Oil prices fell on Friday, after U.S. consumer prices rose more than expected and China imposed new COVID-19 lockdown measures.
Brent crude fell $1.06 to settle at $122.01 a barrel. U.S. West Texas Intermediate crude fell 84 cents to settle at $120.67 a barrel.
Both benchmarks still posted weekly gains, 1.9% for Brent and 1.5% for WTI.
For the day, oil prices sank along with Wall Street stocks after news that U.S. consumer prices accelerated in May.
Gasoline prices have hit a record high and the cost of food has soared, leading to the largest annual increase in about 40 years. That raises expectations that the Federal Reserve will tighten policy more aggressively.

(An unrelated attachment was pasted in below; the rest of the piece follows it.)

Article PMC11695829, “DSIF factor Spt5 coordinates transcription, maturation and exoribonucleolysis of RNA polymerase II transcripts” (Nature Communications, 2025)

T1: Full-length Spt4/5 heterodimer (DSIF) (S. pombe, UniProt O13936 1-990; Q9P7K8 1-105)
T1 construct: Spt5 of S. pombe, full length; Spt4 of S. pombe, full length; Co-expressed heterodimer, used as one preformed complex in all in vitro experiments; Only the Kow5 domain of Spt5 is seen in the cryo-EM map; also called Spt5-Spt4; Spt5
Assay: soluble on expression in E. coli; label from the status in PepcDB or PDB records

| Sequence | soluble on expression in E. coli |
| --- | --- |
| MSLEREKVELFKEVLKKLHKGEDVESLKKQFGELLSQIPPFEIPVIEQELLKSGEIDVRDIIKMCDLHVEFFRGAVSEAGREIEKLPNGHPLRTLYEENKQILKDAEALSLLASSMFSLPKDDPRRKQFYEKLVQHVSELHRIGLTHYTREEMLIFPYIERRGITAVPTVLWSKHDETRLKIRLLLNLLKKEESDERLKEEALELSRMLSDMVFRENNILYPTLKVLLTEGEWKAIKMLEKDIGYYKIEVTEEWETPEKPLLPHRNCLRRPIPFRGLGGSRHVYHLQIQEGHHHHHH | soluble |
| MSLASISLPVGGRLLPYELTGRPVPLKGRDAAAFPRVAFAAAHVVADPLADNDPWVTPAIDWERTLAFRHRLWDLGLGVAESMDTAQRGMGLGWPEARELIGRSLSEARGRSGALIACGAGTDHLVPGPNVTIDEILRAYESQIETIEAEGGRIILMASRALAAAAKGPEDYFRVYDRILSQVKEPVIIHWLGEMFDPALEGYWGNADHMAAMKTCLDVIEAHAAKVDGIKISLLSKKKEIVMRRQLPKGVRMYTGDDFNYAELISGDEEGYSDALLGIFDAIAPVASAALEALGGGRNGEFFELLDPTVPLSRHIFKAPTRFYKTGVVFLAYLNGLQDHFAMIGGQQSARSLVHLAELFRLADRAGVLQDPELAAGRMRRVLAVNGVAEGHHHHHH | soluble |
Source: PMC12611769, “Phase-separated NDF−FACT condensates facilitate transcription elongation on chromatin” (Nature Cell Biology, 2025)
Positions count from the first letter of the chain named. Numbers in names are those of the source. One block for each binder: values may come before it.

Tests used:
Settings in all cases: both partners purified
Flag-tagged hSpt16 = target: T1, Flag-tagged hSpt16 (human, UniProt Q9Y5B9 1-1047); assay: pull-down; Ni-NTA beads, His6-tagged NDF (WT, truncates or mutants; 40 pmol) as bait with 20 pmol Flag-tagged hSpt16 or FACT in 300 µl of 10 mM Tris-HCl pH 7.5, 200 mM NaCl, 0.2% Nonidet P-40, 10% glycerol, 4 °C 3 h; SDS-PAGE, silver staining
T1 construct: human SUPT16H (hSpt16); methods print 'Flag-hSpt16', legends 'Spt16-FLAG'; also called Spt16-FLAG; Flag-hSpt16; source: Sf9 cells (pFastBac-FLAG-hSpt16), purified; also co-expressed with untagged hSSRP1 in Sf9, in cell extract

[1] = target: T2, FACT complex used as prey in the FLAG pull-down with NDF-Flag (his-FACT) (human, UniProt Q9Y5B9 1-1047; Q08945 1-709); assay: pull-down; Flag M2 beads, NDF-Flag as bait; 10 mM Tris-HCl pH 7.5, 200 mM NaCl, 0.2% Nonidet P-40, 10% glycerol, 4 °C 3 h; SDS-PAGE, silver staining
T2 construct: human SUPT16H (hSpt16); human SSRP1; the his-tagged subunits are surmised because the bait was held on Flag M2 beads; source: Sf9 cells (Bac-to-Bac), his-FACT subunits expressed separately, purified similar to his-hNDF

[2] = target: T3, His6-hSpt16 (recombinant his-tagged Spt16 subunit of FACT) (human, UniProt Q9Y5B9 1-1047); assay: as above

In another red flag for demand, Shanghai and Beijing went back on COVID alert on Thursday. Parts of Shanghai imposed new lockdown restrictions and the city announced a round of mass testing for millions of residents.
China’s crude oil imports in May were up nearly 12% from a year earlier, when they were low.
Oil had risen more than $1 earlier in the session from fears of a potential disruption in supplies in Europe and Africa.
Norway’s oil output could be reduced if workers go on strike on Sunday, the Norwegian Oil and Gas Association (NOG) said.
Some 845 of roughly 7,500 employees on offshore platforms plan to strike from June 12 if annual pay negotiations fail.